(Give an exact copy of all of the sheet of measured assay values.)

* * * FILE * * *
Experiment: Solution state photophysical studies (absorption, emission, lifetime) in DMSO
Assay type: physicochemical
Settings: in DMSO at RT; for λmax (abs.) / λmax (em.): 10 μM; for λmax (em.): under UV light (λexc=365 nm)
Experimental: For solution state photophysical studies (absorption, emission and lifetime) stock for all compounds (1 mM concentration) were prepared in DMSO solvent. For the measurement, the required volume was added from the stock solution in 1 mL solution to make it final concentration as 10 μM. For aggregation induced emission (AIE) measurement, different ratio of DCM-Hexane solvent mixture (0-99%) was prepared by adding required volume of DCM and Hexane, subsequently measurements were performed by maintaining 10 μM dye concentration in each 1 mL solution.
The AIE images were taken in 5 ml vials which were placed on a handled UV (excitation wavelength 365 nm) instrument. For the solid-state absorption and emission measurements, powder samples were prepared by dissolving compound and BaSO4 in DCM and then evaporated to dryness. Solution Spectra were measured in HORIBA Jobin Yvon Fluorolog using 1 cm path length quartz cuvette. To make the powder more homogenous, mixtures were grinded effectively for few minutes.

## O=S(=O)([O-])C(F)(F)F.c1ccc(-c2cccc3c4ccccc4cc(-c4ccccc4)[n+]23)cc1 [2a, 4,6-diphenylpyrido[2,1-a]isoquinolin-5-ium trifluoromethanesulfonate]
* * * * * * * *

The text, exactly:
Experiment: Solution state photophysical studies (absorption, emission, lifetime) in DMSO
Assay type: physicochemical
Settings: in DMSO at RT; for λmax (abs.) / λmax (em.): 10 μM; for λmax (em.): under UV light (λexc=365 nm)
Experimental: For solution state photophysical studies (absorption, emission and lifetime) stock for all compounds (1 mM concentration) were prepared in DMSO solvent. For the measurement, the required volume was added from the stock solution in 1 mL solution to make it final concentration as 10 μM. For aggregation induced emission (AIE) measurement, different ratio of DCM-Hexane solvent mixture (0-99%) was prepared by adding required volume of DCM and Hexane, subsequently measurements were performed by maintaining 10 μM dye concentration in each 1 mL solution.
The AIE images were taken in 5 ml vials which were placed on a handled UV (excitation wavelength 365 nm) instrument. For the solid-state absorption and emission measurements, powder samples were prepared by dissolving compound and BaSO4 in DCM and then evaporated to dryness. Solution Spectra were measured in HORIBA Jobin Yvon Fluorolog using 1 cm path length quartz cuvette. To make the powder more homogenous, mixtures were grinded effectively for few minutes.

## O=S(=O)([O-])C(F)(F)F.c1ccc(-c2cccc3c4ccccc4cc(-c4ccccc4)[n+]23)cc1 [2a, 4,6-diphenylpyrido[2,1-a]isoquinolin-5-ium trifluoromethanesulfonate]